Option to Profit
Week in Review
APRIL 4 – 8, 2016
|NEW POSITIONS/STO||NEW STO||ROLLOVERS||CALLS ASSIGNED/PUTS EXPIRED||CALLS EXPIRED/PUTS ASSIGNED||CLOSED||EX-DIVIDEND|
|0 / 0||0||1||0 / 0||0 / 0||0||3|
Weekly Up to Date Performance
April 4 – 8.March 28 – , 2016
This was just another in a series of weeks that have characterized 2016.
There was absolutely nothing of fundamental value to inspire markets in either direction.
Instead, it continues to be all about oil, with markets also sometimes reacting to occasional remarks from those who have say over where and when interest rates may be heading.
Friday initially looked like it might put some distance between itself and its baseline to start 2016, but the early strong gain disappeared and it was only the final 15 minutes that could bring the market into positive territory.
For the day and for the year.
Although I was willing to open new positions this week, I could find no reason to do so, even after a nice start to the week.
Instead of last week, in which I did the same and just watched, this time the S&P 500 finished 1.2% lower as the previous week finished 1.8% higher.
Existing positions matched the performance of the S&P 500 for the week finishing 0.1% better than the overall market, but again, that’s a hollow victory, as those positions were still 1.1% lower on the week.
For the most part, the Janet Yellen inspired rally of last week held.
Not in terms of points gained this week, but rather in there being no real challenge to the dovish tone that she had expressed.
With the FOMC minutes being released this week and with a few FOMC Governors speaking, it would have been very easy for some competing thoughts about the economy or the timing of interest rates to have reared their heads.
Instead, it was mostly calming words.
What moved the market and as the tally was settled, into negative territory, was again oil.
This week oil had some big moves up and big moves down.
The stock market followed, although its moves weren’t as exaggerated.
There was no point during this week that I felt ready to add new positions. That despite the fact that I was hoping to do so and was willing to part with some of the remaining small cash reserve.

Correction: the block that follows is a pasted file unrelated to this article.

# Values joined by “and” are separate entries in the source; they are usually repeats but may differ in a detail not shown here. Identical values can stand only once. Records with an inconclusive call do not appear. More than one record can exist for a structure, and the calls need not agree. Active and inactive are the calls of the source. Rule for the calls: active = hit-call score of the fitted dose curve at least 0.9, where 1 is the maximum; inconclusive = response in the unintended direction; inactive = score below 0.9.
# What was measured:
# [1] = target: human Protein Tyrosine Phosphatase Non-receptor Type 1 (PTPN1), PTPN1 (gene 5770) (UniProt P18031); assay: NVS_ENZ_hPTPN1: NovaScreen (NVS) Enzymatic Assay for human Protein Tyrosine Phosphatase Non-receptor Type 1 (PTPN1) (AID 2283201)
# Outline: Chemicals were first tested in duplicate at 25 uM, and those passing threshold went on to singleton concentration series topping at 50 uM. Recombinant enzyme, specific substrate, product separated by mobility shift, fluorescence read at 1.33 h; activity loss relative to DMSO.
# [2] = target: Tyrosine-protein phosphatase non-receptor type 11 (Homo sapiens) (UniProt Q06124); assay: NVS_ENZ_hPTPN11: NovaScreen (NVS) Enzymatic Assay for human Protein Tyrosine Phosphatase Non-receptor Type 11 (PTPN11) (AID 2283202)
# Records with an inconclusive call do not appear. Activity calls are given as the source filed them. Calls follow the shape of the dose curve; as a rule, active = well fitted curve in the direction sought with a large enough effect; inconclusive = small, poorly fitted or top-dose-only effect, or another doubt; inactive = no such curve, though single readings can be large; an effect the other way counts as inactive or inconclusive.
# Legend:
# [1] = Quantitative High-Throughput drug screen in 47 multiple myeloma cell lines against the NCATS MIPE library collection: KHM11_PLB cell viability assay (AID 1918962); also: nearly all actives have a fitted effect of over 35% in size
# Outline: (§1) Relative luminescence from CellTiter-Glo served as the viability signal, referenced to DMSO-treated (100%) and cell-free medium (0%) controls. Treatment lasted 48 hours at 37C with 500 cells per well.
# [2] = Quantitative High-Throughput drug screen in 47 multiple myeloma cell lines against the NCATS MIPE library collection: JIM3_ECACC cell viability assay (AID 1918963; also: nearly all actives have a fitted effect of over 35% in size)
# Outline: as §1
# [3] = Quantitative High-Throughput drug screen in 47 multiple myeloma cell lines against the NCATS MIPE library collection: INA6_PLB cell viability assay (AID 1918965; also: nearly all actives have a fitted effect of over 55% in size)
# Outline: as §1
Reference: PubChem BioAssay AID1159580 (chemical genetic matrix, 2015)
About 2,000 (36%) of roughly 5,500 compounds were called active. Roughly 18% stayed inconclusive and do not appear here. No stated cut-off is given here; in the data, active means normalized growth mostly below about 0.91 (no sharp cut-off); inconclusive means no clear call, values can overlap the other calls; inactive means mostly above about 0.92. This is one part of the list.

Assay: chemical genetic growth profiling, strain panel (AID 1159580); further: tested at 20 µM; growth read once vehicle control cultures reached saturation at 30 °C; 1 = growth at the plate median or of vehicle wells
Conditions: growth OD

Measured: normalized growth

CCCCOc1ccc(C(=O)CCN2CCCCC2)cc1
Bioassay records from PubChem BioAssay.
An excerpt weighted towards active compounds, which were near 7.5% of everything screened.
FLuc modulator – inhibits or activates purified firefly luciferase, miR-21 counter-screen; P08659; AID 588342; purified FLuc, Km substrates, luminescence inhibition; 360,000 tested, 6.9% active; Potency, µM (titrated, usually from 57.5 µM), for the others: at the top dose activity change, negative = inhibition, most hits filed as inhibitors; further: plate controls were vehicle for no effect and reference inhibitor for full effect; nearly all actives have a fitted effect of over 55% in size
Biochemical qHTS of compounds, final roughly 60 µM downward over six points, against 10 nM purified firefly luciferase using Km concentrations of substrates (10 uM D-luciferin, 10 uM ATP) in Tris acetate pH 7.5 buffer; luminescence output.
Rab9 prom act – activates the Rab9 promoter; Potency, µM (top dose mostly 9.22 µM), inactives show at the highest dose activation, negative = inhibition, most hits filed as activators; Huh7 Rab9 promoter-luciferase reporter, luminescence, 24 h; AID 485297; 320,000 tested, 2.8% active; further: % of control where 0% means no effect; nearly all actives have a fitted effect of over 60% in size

Despite a good start to the week, I didn’t see any reason for confidence and the market’s action was fairly tepid and seemed even more unpredictable than usual.
Having just finished the first quarter, it seems all too neat and clean that the second quarter should begin as if nothing had preceded it.
The market’s decline for the week leaves it right where it started 2016 as we are about to head into a new earnings season next week.
I’m still prepared to add new positions, but I generally am not thrilled about doing so as a new season begins.
I often like to wait to get the financial sector out of the way and see whether it sets a tone, or not.
The over-riding tone, however, for the past year is that earnings season has been one quarter of disappointment after another.
With the big rush of stock buybacks already accomplished, and often at far higher stock prices, it may be interesting to see how comparisons fare, as the artificial boost to the metric that everyone follows, the P/E, can be so easily manipulated.
Next week marks the end of the April 2016 option cycle and for the first time in as long as I can recall, I was about to head into that ending week with nothing to expire.
That is until yesterday’s early rollover of the single position expiring this week.
Back when volatility was low, I hated to see a stock that was rolled over eventually head above its strike price before the close of trading on Friday. That’s because I preferred to get the assignment proceeds and plow the cash into some other income generating position.
But this week, with the volatility still high, at least on that position, I didn’t mind squeezing more return out of it and making it into a serial rollover position.
Otherwise, with only that position set to expire next week, it may be another very quiet week as we await those earnings and any hint that the economy may be doing better than we’ve giving it credit for.
I don’t know if that will be received as good or bad news, but it should be taken with a smile and could give the market reason to move higher.
(Note: Duplicate mention of positions reflects different priced lots):
New Positions Opened: none
Puts Closed in order to take profits: none
Calls Rolled over, taking profits, into the next weekly cycle: MRO
Calls Rolled over, taking profits, into extended weekly cycle: none
Calls Rolled over, taking profits, into the monthly cycle: none
Calls Rolled Over, taking profits, into a future monthly cycle: none
Calls Rolled Up, taking net profits into same cycle: none
New STO: none
Put contracts expired: none
Put contracts rolled over: none
Long term call contracts sold: none
Calls Assigned: none
Calls Expired: none
Puts Assigned: none
Stock positions Closed to take profits: none
Stock positions Closed to take losses: none
Calls Closed to Take Profits: none
Ex-dividend Positions: CSCO (4/4 $0.26), GPS (4/4 $0.23), WFM (4/6 $0.135)
Ex-dividend Positions Next Week: none
For the coming week the existing positions have lots that still require the sale of contracts: AGQ, ANF, AZN, BBBY, BBY, CHK, CLF, COH, CSCO, CY, DOW, FAST, FCX, GDX, GM, GPS, HAL, HFC, HPQ, INTC, IP, JCP, JOY, KMI, KSS, LVS, MCPIQ, MOS, NEM, RIG, WFM, WLTGQ, WY (See “Weekly Performance” spreadsheet or PDF file)
* If you don’t have a program to read or modify spreadsheets, you can download the OpenOffice Suite at no cost.